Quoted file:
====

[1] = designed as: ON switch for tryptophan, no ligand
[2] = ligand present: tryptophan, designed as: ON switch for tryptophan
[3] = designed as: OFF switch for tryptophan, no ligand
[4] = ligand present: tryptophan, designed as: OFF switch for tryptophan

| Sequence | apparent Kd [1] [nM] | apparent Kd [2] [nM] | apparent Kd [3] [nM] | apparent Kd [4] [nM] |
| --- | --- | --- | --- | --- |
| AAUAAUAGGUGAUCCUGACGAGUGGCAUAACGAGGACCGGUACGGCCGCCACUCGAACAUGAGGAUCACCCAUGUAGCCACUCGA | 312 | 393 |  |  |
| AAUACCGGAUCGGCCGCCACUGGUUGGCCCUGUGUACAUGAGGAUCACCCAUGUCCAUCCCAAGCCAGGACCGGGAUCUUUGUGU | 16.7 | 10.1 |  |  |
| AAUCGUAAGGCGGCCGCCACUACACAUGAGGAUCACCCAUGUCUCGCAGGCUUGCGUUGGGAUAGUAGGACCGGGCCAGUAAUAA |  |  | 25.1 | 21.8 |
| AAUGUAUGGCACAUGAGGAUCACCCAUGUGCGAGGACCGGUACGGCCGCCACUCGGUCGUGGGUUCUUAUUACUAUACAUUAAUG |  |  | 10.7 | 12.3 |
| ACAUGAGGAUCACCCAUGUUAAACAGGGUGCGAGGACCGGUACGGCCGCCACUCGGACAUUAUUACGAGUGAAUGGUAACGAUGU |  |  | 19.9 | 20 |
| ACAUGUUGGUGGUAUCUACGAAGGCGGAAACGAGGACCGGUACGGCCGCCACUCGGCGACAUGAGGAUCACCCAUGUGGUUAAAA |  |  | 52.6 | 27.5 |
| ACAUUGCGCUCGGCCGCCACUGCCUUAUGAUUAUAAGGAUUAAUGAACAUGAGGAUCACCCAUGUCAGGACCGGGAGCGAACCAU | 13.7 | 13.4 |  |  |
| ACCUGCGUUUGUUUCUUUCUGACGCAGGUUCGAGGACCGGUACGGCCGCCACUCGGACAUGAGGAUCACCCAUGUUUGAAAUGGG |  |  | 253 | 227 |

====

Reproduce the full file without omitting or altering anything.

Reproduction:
[1] = designed as: ON switch for tryptophan, no ligand
[2] = ligand present: tryptophan, designed as: ON switch for tryptophan
[3] = designed as: OFF switch for tryptophan, no ligand
[4] = ligand present: tryptophan, designed as: OFF switch for tryptophan

| Sequence | apparent Kd [1] [nM] | apparent Kd [2] [nM] | apparent Kd [3] [nM] | apparent Kd [4] [nM] |
| --- | --- | --- | --- | --- |
| AAUAAUAGGUGAUCCUGACGAGUGGCAUAACGAGGACCGGUACGGCCGCCACUCGAACAUGAGGAUCACCCAUGUAGCCACUCGA | 312 | 393 |  |  |
| AAUACCGGAUCGGCCGCCACUGGUUGGCCCUGUGUACAUGAGGAUCACCCAUGUCCAUCCCAAGCCAGGACCGGGAUCUUUGUGU | 16.7 | 10.1 |  |  |
| AAUCGUAAGGCGGCCGCCACUACACAUGAGGAUCACCCAUGUCUCGCAGGCUUGCGUUGGGAUAGUAGGACCGGGCCAGUAAUAA |  |  | 25.1 | 21.8 |
| AAUGUAUGGCACAUGAGGAUCACCCAUGUGCGAGGACCGGUACGGCCGCCACUCGGUCGUGGGUUCUUAUUACUAUACAUUAAUG |  |  | 10.7 | 12.3 |
| ACAUGAGGAUCACCCAUGUUAAACAGGGUGCGAGGACCGGUACGGCCGCCACUCGGACAUUAUUACGAGUGAAUGGUAACGAUGU |  |  | 19.9 | 20 |
| ACAUGUUGGUGGUAUCUACGAAGGCGGAAACGAGGACCGGUACGGCCGCCACUCGGCGACAUGAGGAUCACCCAUGUGGUUAAAA |  |  | 52.6 | 27.5 |
| ACAUUGCGCUCGGCCGCCACUGCCUUAUGAUUAUAAGGAUUAAUGAACAUGAGGAUCACCCAUGUCAGGACCGGGAGCGAACCAU | 13.7 | 13.4 |  |  |
| ACCUGCGUUUGUUUCUUUCUGACGCAGGUUCGAGGACCGGUACGGCCGCCACUCGGACAUGAGGAUCACCCAUGUUUGAAAUGGG |  |  | 253 | 227 |